(Charles Platt is a guest blogger)
Here are two more books that examine climate change from other perspectives. They differ in their tone and message, but they're both intelligently written.
An Appeal to Reason by Nigel Lawson is a small but heavily referenced overview by a former Financial Secretary to the Treasury, Secretary of State for Energy, and Chancellor of the Exchequer in the UK. Lawson is not a scientist but does understand politics, and he sees a lot of it in the IPCC (Intergovernmental Panel on Climate Change), which is the primary source of global-warming projections. If you want an erudite introduction by a shrewd observer, this is a good place to start. This book almost failed to find a publisher because, as one editor put it, it defies the “prevailing orthodoxy.” Contrary to allegations, Lawson inists that he receives no money from special interests.
Cool It by Bjorn Lomborg. Formerly an avid Greenpeace supporter, Lomberg wrote his previous book, The Skeptical Environmentalist, after becoming convinced that many strategies advocated by environmentalists do not have a good cost-benefit ratio if we are primarily concerned with saving lives and fighting the spread of disease. Cool It uses a similar economic approach. He argues convincingly that if world hunger and mortality are our priorities, an immediate reduction in carbon dioxide emissions is a foolish way to allocate resources. Unfortunately this kind of economic assessment tends to be ignored in favor of emotional appeals featuring pictures of polar bears, raising the depressing possibility that people may care more about arctic animals than about third-world human beings.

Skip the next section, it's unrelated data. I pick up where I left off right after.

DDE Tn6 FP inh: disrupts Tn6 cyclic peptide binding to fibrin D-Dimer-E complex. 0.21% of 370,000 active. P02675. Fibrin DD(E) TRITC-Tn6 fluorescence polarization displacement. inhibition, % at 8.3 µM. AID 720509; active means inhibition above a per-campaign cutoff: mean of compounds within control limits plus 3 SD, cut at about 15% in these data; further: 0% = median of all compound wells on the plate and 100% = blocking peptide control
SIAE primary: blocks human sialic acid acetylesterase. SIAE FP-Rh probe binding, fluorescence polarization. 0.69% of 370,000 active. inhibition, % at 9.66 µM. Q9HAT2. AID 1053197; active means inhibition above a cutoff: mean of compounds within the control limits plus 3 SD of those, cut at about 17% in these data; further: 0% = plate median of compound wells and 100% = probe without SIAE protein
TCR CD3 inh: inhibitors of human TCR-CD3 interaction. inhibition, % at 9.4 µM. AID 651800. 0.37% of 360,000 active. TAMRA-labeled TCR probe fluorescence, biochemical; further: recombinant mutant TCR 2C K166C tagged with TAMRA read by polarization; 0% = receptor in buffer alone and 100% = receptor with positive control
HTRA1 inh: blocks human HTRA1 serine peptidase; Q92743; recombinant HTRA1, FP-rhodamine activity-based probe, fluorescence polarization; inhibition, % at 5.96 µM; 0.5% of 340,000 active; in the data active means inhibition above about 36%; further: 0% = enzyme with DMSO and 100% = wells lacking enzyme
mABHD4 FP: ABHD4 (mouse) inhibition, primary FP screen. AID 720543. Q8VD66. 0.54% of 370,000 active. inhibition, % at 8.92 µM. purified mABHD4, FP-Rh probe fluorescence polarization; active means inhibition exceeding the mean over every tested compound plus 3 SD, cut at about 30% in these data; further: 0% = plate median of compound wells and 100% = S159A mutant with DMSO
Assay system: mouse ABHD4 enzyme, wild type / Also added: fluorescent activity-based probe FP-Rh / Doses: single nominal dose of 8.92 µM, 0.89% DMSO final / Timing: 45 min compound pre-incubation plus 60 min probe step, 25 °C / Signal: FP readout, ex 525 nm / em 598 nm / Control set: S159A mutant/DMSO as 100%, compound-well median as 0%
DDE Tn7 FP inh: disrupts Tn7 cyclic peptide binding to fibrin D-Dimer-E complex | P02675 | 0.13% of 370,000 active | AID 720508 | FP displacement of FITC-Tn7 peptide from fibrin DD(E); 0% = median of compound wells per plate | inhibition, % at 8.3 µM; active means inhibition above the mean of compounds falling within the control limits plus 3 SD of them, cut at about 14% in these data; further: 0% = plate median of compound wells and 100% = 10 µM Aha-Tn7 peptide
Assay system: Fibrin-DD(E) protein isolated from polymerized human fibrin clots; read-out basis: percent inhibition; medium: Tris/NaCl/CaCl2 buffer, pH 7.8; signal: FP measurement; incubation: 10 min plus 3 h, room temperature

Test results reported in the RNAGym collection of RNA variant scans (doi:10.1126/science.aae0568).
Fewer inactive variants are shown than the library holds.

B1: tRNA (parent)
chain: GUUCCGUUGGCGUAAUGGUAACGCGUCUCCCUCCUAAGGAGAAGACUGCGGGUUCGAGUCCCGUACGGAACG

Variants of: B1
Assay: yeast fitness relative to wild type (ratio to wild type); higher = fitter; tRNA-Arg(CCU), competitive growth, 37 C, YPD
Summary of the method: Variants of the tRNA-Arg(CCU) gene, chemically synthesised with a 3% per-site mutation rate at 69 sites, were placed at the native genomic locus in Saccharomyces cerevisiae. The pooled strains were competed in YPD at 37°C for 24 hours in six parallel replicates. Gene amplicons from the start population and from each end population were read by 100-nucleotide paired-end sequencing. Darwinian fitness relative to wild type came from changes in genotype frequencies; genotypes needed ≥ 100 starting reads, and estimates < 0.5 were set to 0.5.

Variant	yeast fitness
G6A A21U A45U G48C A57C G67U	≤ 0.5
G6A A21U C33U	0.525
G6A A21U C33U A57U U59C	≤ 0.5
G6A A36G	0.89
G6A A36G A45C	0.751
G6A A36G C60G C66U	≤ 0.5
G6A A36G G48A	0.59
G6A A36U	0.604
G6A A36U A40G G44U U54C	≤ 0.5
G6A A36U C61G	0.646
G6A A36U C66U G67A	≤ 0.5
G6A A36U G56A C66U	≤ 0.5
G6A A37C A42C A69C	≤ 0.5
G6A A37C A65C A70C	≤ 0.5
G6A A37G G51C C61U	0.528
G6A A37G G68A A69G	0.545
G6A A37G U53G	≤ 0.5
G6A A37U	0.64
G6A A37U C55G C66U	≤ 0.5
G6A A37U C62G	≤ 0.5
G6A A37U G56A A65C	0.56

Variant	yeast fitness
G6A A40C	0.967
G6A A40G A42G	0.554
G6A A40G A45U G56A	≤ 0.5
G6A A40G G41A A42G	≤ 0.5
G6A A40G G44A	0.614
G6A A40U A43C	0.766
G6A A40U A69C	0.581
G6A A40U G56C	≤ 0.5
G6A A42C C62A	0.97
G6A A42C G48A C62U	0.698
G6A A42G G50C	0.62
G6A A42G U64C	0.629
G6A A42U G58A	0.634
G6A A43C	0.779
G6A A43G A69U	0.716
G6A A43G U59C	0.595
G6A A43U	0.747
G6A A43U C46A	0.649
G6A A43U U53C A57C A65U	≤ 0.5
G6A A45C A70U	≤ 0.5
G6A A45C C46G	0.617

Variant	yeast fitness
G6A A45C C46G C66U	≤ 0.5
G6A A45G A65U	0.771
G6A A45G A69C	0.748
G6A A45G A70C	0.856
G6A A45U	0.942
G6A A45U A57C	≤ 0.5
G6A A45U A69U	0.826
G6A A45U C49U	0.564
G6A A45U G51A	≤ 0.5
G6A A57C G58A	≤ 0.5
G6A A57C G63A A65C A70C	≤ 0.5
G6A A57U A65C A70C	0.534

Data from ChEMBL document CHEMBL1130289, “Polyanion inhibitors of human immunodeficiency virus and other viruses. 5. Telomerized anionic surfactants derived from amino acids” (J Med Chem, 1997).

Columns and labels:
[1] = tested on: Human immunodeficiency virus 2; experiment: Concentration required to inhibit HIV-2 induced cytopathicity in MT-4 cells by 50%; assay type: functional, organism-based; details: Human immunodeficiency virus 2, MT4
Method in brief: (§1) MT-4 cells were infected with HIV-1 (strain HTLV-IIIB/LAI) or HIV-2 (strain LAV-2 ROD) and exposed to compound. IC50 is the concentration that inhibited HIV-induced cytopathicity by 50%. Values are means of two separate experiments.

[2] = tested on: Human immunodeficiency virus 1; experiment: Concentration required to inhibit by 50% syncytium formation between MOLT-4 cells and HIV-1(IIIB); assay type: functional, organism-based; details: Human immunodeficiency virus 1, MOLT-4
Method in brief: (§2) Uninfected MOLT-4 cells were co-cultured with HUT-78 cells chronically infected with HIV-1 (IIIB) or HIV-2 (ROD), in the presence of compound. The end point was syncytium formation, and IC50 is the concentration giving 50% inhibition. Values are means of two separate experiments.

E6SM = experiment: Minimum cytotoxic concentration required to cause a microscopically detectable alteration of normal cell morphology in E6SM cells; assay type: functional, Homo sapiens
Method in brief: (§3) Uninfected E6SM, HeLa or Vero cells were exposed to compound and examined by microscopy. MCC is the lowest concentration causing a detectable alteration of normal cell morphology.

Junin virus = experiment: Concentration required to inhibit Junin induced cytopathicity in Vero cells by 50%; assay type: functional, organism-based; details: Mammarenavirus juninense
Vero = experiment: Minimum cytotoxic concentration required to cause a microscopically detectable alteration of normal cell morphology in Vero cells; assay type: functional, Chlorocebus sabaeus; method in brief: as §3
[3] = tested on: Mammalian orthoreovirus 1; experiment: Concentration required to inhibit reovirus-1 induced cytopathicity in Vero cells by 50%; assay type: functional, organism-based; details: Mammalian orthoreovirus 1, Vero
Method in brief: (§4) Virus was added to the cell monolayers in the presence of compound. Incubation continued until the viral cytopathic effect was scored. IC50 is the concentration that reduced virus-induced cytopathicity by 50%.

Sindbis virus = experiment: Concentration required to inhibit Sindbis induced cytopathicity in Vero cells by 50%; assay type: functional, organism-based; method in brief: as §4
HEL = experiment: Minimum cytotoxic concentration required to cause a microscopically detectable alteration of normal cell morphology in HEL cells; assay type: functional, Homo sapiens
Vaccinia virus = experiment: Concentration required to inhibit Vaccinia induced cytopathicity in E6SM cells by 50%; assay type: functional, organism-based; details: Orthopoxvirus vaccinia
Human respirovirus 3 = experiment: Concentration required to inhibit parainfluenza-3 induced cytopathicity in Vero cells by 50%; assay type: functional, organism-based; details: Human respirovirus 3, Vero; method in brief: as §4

In any case, the affect of climate on polar bears should not be a significant concern right now, since the observed area of arctic sea ice has continued to fluctuate seasonally from year to year (see the graph below, reproduced from the International Arctic Research Center), and the primary factor affecting the bears has been “harvesting"—i.e. people killing them (see this site sponsored by the International Institute of Forecasters), which is now prohibited by federal law.
As for that picture of bears “stranded” on a piece of ice, here's the back story according to Denis Simard, the Environment Canada representative who distributed it:
". . . have to keep in mind that the bears aren't in danger at all. It was, if you will, their playground for 15 minutes. . . . This is a perfect picture for climate change, in a way, because you have the impression they are in the middle of the ocean and they are going to die. . . . But they were not that far from the coast, and it was possible for them to swim."
The picture was taken in 2004 by marine biologist Amanda Byrd, who refused to draw any conclusions, positive or negative, regarding the welfare of the bears. She was pissed, though, that her photograph was used without her permission.